Part of International Internet Week of Action
SILVER SPRING, Md., Nov. 19 /PRNewswire-USNewswire/ --The U.S. Food and Drug Administration today completed a coordinated, weeklong, international effort, called the International Internet Week of Action (IIWA), intended to curb illegal actions involving medical products.
During the effort, the FDA's Office of Criminal Investigations (OCI), in conjunction with the Center for Drug Evaluation and Research and the Office of Regulatory Affairs, Office of Enforcement, targeted 136 Web sites that appeared to be engaged in the illegal sale of unapproved or misbranded drugs to U.S. consumers. None of the Web sites are for pharmacies in the United States or Canada.
The agency issued 22 warning letters to the operators of these Web sites and notified Internet service providers and domain name registrars that the Web sites were selling products in violation of U.S. law. In many cases, because of these violations, Internet service providers and domain name registrars may have grounds to terminate the Web sites and suspend the use of domain names.
"The FDA works in close collaboration with our regulatory and law enforcement counterparts in the United States and throughout the world to protect the public," said FDA Commissioner Margaret A. Hamburg, M.D. "Many U.S. consumers are being misled in the hopes of saving money by purchasing prescription drugs over the Internet from illegal pharmacies. Unfortunately, these drugs are often counterfeit, contaminated, or unapproved products, or contain an inconsistent amount of the active ingredient. Taking these drugs can pose a danger to consumers."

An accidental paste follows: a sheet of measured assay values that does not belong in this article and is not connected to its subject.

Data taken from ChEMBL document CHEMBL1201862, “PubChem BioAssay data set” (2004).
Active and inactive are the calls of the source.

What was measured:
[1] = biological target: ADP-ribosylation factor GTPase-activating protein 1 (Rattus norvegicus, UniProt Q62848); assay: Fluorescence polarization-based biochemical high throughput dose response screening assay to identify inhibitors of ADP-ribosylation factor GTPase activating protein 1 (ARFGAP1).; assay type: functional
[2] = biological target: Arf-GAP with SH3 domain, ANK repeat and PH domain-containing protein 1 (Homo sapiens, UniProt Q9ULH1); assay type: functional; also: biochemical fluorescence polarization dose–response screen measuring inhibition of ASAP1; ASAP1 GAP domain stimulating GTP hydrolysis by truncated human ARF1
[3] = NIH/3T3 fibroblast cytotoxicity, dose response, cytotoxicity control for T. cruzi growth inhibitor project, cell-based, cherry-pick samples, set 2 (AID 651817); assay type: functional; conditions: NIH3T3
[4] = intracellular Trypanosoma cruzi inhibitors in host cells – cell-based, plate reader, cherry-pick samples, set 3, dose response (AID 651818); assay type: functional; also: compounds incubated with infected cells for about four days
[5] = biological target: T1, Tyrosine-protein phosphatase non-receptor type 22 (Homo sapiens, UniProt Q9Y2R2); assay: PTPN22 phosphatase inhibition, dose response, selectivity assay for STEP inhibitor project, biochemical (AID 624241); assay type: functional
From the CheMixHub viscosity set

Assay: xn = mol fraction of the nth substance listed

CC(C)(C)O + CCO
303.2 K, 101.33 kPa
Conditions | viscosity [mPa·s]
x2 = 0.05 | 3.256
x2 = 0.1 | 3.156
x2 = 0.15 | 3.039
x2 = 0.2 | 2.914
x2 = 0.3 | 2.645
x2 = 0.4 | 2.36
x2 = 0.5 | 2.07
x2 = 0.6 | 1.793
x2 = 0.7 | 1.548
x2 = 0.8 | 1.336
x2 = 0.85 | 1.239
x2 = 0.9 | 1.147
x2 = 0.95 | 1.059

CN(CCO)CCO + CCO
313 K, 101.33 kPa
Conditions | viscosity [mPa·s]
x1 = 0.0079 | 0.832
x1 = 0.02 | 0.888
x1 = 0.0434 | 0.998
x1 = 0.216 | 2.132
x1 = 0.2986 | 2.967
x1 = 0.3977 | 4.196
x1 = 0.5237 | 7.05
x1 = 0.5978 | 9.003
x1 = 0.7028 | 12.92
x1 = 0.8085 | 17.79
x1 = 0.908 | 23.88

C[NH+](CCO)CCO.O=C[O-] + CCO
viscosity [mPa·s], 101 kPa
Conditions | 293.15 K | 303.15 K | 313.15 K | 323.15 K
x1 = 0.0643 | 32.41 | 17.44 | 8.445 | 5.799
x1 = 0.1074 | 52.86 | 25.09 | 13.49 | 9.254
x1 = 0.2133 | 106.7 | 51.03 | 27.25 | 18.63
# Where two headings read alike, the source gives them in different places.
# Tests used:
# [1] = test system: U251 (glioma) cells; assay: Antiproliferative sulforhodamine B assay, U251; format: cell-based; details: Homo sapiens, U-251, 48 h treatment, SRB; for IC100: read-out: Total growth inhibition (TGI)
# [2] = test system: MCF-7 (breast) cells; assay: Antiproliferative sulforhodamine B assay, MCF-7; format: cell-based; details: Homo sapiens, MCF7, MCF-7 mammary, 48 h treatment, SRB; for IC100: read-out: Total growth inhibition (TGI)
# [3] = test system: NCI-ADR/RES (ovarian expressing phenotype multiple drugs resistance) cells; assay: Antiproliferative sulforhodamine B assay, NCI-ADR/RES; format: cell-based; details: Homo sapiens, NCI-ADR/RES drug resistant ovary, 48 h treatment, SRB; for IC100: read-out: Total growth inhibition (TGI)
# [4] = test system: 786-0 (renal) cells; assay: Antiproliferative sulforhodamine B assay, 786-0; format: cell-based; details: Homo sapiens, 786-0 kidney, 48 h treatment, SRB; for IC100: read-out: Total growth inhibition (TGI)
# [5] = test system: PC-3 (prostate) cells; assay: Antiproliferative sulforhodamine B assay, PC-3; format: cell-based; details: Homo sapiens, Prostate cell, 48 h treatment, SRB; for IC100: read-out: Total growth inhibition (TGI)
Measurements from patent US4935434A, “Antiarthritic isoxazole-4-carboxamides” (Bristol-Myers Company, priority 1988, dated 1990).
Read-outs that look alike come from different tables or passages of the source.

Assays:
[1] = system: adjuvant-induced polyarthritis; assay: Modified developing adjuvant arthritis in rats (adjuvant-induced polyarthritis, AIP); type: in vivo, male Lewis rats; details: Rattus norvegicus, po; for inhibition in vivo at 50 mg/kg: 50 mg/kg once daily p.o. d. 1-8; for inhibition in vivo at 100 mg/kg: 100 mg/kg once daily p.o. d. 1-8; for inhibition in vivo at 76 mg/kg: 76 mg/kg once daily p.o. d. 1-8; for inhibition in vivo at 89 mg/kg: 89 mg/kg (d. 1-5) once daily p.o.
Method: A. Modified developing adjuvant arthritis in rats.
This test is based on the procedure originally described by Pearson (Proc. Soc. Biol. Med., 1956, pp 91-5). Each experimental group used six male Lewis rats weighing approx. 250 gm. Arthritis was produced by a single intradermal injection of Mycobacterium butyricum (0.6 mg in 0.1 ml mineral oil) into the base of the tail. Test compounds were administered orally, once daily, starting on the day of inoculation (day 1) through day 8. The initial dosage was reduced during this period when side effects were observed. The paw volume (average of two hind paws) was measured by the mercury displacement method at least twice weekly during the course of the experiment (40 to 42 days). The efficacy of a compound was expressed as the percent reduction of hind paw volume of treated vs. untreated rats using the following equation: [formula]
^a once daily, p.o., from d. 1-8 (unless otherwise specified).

The IIWA is an initiative sponsored by the International Criminal Police Organization, the World Health Organization's International Medical Products Anti-Counterfeiting Task Force, the Permanent Forum on International Pharmaceutical Crime, and national health and law enforcement agencies from 26 participating countries.
The goal of the IIWA is to protect public health by:
Code named Operation Pangea II, the IIWA provided an opportunity to enhance cooperation among international and domestic regulatory and law enforcement partners to effectively act against those involved in the manufacture and distribution of illegal medications.
During the week, OCI and FDA import specialists joined with Immigration and Customs Enforcement, Customs and Border Protection, the Drug Enforcement Administration, and the U.S. Postal Inspection Service to target and interdict shipments of violative pharmaceutical products moving through certain International Mail Facilities (IMFs) and express courier hubs.
For more information:
Buying Medicine and Medical Products over the Internet
Media Inquiries: Karen Riley, 301-796-4674; email@example.com
mailto:Consumer Inquiries: 888-INFO-FDA
SOURCE U.S. Food and Drug Administration
|SOURCE U.S. Food and Drug Administration|
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